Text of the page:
Real, ideal or any deal – you decide!

The art that is photography is different from most other creative art forms in that the raw material is there already and the photographer must bring out whatever it is that his/her vision wants to depict by the process of deduction. In other words, you start with the world around you and filter out the noise to get to the distilled version of time and space that you had in mind. So far so good.

But then another issue emerges. Once the photographer decides on the composition, i.e. what is in and what is out, it remains to decide how things will be depicted. For the purposes of this piece, let us assume that we are not interested in documentary photography; we are not discussing then images that will be used by news publications and the like, where by definition, the photographer must stay true to the event and capture it in as real a fashion as technically possible.

One can choose to portray the same composition in a way that resembles real life as accurately as possible. Another can decide to intervene either when making the image or in post to “idealize” it, in other words present the composition in a way that compensates for bad light or other obstacles. Yet another may opt to recreate the scene in a way that makes artistic sense to them, not worrying about the realism of it one bit. Choices, choices, choices… What to do?

The answer itself is easy but getting there is a lot harder.

One can obviously do as he/she pleases -real, ideal or any deal- in order to convey the message of the image as intended. Image making is storytelling with light and color and shadow, so the full spectrum is (s well it should be) artistically available to the story teller. Whether one chooses to present brutal realism, beautiful idealism or anything that a twisted artistic mind comes up with, is really up to them.

Knowing what the message is and having a way to tell the story is the hardest part. So many images are made nowadays just because it is easy; it is just a function of pointing your smartphone or camera and clicking; no cost, no time, no effort, no purpose. Once a photographer decides on the message they want to convey to the viewer, it should become a bit clearer what artistic avenue (or path for that matter) he/she should employ to tell the story – one may want to have the viewer work hard to see the message, while another may want to lay it all in front of the viewer in plain sight. The arbitrary use of color, light and shadow to do this is not only allowed, but also encouraged, since it is that arbitrary mix that creates a signature and may lead to a powerful image.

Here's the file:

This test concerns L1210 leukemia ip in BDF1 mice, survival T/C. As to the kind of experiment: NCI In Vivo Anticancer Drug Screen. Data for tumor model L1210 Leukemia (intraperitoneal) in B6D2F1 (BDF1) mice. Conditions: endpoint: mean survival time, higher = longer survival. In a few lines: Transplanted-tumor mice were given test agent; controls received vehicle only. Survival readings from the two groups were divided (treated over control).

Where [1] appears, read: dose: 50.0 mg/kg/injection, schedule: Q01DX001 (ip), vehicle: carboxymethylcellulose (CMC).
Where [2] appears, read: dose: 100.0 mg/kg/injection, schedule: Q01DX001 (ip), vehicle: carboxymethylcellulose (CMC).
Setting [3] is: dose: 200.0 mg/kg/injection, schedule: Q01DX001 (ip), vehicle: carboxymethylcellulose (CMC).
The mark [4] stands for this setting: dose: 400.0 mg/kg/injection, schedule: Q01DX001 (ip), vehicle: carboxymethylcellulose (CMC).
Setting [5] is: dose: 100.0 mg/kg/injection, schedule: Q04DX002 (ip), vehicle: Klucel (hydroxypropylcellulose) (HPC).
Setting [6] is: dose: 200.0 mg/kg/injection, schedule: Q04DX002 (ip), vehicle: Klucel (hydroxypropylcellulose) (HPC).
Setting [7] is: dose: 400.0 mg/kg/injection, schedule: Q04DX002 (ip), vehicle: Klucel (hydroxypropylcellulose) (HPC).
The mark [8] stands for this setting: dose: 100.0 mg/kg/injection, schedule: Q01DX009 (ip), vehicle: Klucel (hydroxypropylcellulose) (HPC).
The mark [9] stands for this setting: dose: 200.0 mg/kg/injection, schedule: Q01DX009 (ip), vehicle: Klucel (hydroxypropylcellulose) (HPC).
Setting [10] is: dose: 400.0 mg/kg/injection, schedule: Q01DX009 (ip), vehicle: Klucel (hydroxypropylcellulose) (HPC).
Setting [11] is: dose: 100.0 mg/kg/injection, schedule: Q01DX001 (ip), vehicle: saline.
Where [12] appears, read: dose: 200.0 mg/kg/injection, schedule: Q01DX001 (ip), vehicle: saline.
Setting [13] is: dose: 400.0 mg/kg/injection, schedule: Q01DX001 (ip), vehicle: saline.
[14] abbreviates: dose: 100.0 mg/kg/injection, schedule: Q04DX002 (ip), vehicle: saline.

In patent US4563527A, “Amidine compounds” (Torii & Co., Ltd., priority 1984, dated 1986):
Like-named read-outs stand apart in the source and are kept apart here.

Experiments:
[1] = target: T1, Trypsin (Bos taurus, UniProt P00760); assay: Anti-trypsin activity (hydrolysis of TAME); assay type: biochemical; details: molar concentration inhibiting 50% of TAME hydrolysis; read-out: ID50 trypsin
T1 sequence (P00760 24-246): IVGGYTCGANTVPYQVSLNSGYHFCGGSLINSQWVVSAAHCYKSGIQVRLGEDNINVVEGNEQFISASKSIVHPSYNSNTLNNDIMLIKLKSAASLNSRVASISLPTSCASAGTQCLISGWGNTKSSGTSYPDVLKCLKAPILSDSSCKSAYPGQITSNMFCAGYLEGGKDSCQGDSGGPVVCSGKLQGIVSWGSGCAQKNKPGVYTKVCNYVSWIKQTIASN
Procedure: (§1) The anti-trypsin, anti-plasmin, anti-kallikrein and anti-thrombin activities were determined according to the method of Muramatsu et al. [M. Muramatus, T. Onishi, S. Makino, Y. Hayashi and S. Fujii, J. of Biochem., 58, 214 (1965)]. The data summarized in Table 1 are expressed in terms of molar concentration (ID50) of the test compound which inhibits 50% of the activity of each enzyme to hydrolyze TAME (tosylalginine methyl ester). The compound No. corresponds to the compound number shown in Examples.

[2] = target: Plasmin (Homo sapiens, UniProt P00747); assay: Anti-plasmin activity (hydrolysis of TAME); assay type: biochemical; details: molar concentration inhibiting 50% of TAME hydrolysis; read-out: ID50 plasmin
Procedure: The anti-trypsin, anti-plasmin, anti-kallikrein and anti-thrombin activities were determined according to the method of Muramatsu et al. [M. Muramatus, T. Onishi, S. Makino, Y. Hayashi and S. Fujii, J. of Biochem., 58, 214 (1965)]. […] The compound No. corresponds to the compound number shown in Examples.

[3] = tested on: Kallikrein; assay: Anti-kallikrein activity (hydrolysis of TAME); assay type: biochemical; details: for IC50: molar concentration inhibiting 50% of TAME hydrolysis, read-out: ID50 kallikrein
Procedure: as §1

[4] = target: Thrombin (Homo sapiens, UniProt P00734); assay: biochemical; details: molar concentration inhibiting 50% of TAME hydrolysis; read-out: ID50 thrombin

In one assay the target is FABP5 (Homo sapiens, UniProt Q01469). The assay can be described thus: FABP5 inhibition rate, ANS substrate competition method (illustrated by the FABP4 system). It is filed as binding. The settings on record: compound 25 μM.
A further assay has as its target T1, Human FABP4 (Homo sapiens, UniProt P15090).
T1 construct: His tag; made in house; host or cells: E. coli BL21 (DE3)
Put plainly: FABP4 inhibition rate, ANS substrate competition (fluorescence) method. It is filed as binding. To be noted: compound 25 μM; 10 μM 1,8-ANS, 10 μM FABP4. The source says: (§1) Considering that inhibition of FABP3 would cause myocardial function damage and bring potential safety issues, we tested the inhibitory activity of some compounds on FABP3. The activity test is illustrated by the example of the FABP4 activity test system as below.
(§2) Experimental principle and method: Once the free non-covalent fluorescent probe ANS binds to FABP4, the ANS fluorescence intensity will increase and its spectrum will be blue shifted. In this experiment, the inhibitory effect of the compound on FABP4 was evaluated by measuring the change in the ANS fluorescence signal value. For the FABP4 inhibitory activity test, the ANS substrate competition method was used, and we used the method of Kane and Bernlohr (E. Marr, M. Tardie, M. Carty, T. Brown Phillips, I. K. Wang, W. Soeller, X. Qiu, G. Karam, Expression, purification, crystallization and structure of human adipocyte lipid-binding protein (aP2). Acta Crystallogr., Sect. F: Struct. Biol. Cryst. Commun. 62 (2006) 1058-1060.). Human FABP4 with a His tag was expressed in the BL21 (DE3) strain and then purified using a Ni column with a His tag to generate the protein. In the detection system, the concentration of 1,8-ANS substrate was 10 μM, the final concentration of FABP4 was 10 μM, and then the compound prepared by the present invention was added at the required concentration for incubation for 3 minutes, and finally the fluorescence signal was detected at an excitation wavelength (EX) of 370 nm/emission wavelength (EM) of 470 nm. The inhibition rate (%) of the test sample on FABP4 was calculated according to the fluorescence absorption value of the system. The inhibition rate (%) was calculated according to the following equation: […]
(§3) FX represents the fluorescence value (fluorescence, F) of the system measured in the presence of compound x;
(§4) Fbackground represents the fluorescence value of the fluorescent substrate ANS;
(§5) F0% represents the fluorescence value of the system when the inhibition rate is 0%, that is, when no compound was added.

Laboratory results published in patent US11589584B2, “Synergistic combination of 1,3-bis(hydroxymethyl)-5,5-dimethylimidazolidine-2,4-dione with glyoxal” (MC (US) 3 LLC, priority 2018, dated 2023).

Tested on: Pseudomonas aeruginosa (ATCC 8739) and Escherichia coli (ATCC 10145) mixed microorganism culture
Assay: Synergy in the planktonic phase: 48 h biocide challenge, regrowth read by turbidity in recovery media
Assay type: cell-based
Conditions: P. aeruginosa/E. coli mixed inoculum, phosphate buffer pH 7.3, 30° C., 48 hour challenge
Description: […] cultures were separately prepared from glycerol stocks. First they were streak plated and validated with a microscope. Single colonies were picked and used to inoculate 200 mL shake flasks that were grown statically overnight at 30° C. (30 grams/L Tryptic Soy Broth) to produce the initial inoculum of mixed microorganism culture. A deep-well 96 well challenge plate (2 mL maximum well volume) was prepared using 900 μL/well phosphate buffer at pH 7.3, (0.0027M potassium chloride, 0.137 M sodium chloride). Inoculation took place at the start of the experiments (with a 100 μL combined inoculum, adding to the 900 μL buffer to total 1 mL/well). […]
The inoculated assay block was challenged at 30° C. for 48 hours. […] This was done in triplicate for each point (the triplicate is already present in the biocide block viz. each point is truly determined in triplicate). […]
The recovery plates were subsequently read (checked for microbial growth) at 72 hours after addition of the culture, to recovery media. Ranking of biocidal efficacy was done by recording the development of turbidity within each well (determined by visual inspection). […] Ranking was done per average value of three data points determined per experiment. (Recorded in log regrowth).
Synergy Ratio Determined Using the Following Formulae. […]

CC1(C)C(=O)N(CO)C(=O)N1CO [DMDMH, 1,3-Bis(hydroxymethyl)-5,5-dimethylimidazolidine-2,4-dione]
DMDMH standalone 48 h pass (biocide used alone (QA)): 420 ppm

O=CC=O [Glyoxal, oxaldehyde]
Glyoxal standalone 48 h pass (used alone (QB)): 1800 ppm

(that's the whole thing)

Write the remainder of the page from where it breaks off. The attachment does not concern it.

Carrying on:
The obvious tool to use for this is exposure. Under- or over-exposing the scene or parts of it tell a different story or tell a story differently. Using spot metering as opposed to multi (or average) also allows for different story-telling as does the use of HDR, which expands the dynamic range to unnatural proportions. Last, but not least, the use of filters, analog or digital, opens another world of possibilities.

As is the case with everything else in photography, one should experiment and get to know the tools that are available. Then, a style may hopefully emerge that will eventually become the modus operandi of the photographer – storyteller. And that modus, whether real, ideal or any deal, is true to the artist’s intention and that, my friends, is the whole point!